Benefits of a Low-Carb Diet Beat Low-Fat in NIH Study
In the ongoing public debate between those who would have the world eat less fat and those who extol the virtues of a lower-carbohydrate diet, the carb detractors are celebrating a high-profile victory this week.
A new study financed by the National Institutes of Health and published in the Annals of Internal Medicine has added to a growing body of evidence that suggests those who avoid carbohydrates and eat more fat -- yes, even saturated fat -- lose more body fat and have a lower risk of cardiovascular ailments than people who follow the low-fat diet guideline health authorities have promoted for several decades.
The national focus on the harms of dietary fats, especially saturated fat, grew from studies in the middle of the last century that compared disease rates among significant national populations.
"To my knowledge, this is one of the first long-term trials that's given these diets without calorie restrictions," Dariush Mozaffarian, the dean of the Friedman School of Nutrition Science and Policy at Tufts University, said in a report by the New York Times.
"It shows," said Mozaffarin, who was not involved in the latest research, "that in a free-living setting, cutting your carbs helps you lose weight without focusing on calories. And that's really important because someone can change what they eat more easily than trying to cut down on their calories."
Since Dr. Robert Atkins popularized the approach in the 1970s, diets that are low in carbohydrates but higher in fat and protein have grown in popularity as a way to promote weight loss, despite the fact an army of nutritionists and health authorities have actively campaigned against low-carbohydrate diets, under the notion that cholesterol and other heart disease risk factors climb because low-carb dieters raise their intake of saturated fat by eating more meat and dairy, said the lead author of the new study, Lydia A. Bazzano of the Tulane University School of Public Health and Tropical Medicine.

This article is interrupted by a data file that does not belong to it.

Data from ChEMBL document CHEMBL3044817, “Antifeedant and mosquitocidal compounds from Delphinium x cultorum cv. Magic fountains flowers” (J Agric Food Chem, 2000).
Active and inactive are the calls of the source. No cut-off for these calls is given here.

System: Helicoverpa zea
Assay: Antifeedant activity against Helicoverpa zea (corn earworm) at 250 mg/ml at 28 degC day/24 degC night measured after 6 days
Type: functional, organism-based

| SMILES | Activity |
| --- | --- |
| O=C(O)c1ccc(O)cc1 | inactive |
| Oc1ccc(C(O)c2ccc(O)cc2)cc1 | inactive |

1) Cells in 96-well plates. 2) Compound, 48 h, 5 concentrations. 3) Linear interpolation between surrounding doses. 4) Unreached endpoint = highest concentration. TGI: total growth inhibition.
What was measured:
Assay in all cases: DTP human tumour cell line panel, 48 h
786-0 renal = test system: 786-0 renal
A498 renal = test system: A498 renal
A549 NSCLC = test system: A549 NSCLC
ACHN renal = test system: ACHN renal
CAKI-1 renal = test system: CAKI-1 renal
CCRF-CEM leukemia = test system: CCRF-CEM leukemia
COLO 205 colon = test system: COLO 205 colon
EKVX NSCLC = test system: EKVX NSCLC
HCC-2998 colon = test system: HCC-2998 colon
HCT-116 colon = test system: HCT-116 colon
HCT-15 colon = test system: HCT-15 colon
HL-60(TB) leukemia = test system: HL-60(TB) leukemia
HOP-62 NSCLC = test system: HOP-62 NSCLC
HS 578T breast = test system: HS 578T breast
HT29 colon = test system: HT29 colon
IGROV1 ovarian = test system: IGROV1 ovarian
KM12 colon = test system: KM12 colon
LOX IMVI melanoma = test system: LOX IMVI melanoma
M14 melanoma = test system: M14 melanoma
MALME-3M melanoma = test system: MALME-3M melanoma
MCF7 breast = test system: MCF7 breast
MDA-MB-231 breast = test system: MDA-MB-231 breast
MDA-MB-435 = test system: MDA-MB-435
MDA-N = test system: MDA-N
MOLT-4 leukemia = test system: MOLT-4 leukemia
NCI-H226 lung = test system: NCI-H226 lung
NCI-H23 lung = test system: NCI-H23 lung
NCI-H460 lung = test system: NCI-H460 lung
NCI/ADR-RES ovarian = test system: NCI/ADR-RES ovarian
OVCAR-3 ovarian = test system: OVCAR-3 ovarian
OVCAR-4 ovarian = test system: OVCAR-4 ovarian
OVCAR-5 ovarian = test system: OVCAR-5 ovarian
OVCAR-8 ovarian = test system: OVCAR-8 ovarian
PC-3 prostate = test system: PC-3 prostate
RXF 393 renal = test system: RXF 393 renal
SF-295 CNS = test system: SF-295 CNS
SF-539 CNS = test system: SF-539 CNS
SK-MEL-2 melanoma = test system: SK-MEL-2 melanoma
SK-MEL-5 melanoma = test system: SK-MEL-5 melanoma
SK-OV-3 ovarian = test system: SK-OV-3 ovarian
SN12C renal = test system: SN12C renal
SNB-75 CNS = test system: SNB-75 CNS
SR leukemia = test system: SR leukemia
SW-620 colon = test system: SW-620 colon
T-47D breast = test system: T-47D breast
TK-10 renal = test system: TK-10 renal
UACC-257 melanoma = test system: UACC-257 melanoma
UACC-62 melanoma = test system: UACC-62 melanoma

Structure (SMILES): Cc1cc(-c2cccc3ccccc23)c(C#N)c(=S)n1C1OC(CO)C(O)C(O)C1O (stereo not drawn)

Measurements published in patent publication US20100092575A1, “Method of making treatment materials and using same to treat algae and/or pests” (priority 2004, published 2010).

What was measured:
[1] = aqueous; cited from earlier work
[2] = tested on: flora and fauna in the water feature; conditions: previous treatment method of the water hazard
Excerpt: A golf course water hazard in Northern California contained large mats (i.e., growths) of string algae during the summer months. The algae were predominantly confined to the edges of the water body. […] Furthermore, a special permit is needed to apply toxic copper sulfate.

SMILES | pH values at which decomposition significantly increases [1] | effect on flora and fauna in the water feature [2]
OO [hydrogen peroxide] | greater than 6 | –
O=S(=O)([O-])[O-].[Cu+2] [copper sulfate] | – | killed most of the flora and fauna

"It's been thought that your saturated fat is, of course, going to increase, and then your cholesterol is going to go up," she told the New York Times.
The new finding, though, demonstrate that was not the case.
The research followed a very diverse group of 150 men and women who were assigned to follow diets for one year that either limited their intake of carbs or fat, but didn't put a cap on overall calories.
And, by the end of the year-long trial, subects in the low-carbohydrate group had lost an average of about eight pounds more than those in the low-fat group.
They also demonstrated significantly greater drops in overall body fat than the low-fat group, as well as marked increases in lean muscle mass, though neither group changed their levels of physical activity.
In fact, while those in the the low-fat group managed to lose weight, they appeared to have lost more muscle mass than fat, "which is a bad thing," Mozaffarian said.
"Your balance of lean mass versus fat mass is much more important than weight," she added, "and that's a very important finding that shows why the low-carb, high-fat group did so metabolically well."
The average consumer may not pay much attention to federal dietary guidelines, but their sway is substantial in government-funded activities, such as school breakfast and lunch programs, which is why many schools don't offer whole milk, but instead serve their students fat-free chocolate milk loaded with sugar, Mozaffarian said.